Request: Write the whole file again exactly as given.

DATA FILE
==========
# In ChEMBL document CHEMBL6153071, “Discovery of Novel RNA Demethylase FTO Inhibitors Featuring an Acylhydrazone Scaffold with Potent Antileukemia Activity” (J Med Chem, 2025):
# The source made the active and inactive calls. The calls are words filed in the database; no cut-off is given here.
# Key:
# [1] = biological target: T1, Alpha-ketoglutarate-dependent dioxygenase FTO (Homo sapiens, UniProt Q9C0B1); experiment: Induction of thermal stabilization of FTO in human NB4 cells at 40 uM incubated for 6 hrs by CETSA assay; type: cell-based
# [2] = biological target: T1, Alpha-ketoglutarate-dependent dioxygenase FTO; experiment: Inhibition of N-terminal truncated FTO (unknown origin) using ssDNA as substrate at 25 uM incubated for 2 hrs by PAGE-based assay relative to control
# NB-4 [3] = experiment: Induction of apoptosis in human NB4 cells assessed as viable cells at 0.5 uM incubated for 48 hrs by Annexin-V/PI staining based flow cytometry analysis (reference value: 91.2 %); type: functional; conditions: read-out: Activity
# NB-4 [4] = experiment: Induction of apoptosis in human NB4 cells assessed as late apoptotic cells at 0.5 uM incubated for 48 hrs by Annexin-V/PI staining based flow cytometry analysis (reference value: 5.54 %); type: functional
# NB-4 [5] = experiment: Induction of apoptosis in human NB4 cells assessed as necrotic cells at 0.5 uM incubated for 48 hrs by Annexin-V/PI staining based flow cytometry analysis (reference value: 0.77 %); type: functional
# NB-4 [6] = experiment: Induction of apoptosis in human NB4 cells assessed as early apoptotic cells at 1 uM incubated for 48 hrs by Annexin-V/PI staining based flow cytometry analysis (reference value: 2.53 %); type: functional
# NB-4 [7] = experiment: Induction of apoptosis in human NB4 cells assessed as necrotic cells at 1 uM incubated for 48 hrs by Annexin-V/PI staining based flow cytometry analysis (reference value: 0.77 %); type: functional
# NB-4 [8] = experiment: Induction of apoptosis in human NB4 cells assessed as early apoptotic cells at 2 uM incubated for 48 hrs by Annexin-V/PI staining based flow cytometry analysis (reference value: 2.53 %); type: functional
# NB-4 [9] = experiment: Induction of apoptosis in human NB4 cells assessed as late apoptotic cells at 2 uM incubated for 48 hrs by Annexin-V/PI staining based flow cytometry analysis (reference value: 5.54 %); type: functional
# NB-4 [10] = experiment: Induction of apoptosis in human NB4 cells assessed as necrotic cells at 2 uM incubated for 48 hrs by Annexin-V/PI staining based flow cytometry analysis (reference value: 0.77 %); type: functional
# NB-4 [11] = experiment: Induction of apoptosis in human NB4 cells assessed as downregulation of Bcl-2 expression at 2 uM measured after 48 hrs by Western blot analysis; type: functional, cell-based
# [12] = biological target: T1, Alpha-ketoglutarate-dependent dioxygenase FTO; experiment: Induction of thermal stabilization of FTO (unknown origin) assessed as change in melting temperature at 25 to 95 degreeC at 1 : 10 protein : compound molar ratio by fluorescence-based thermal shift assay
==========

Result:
# In ChEMBL document CHEMBL6153071, “Discovery of Novel RNA Demethylase FTO Inhibitors Featuring an Acylhydrazone Scaffold with Potent Antileukemia Activity” (J Med Chem, 2025):
# The source made the active and inactive calls. The calls are words filed in the database; no cut-off is given here.
# Key:
# [1] = biological target: T1, Alpha-ketoglutarate-dependent dioxygenase FTO (Homo sapiens, UniProt Q9C0B1); experiment: Induction of thermal stabilization of FTO in human NB4 cells at 40 uM incubated for 6 hrs by CETSA assay; type: cell-based
# [2] = biological target: T1, Alpha-ketoglutarate-dependent dioxygenase FTO; experiment: Inhibition of N-terminal truncated FTO (unknown origin) using ssDNA as substrate at 25 uM incubated for 2 hrs by PAGE-based assay relative to control
# NB-4 [3] = experiment: Induction of apoptosis in human NB4 cells assessed as viable cells at 0.5 uM incubated for 48 hrs by Annexin-V/PI staining based flow cytometry analysis (reference value: 91.2 %); type: functional; conditions: read-out: Activity
# NB-4 [4] = experiment: Induction of apoptosis in human NB4 cells assessed as late apoptotic cells at 0.5 uM incubated for 48 hrs by Annexin-V/PI staining based flow cytometry analysis (reference value: 5.54 %); type: functional
# NB-4 [5] = experiment: Induction of apoptosis in human NB4 cells assessed as necrotic cells at 0.5 uM incubated for 48 hrs by Annexin-V/PI staining based flow cytometry analysis (reference value: 0.77 %); type: functional
# NB-4 [6] = experiment: Induction of apoptosis in human NB4 cells assessed as early apoptotic cells at 1 uM incubated for 48 hrs by Annexin-V/PI staining based flow cytometry analysis (reference value: 2.53 %); type: functional
# NB-4 [7] = experiment: Induction of apoptosis in human NB4 cells assessed as necrotic cells at 1 uM incubated for 48 hrs by Annexin-V/PI staining based flow cytometry analysis (reference value: 0.77 %); type: functional
# NB-4 [8] = experiment: Induction of apoptosis in human NB4 cells assessed as early apoptotic cells at 2 uM incubated for 48 hrs by Annexin-V/PI staining based flow cytometry analysis (reference value: 2.53 %); type: functional
# NB-4 [9] = experiment: Induction of apoptosis in human NB4 cells assessed as late apoptotic cells at 2 uM incubated for 48 hrs by Annexin-V/PI staining based flow cytometry analysis (reference value: 5.54 %); type: functional
# NB-4 [10] = experiment: Induction of apoptosis in human NB4 cells assessed as necrotic cells at 2 uM incubated for 48 hrs by Annexin-V/PI staining based flow cytometry analysis (reference value: 0.77 %); type: functional
# NB-4 [11] = experiment: Induction of apoptosis in human NB4 cells assessed as downregulation of Bcl-2 expression at 2 uM measured after 48 hrs by Western blot analysis; type: functional, cell-based
# [12] = biological target: T1, Alpha-ketoglutarate-dependent dioxygenase FTO; experiment: Induction of thermal stabilization of FTO (unknown origin) assessed as change in melting temperature at 25 to 95 degreeC at 1 : 10 protein : compound molar ratio by fluorescence-based thermal shift assay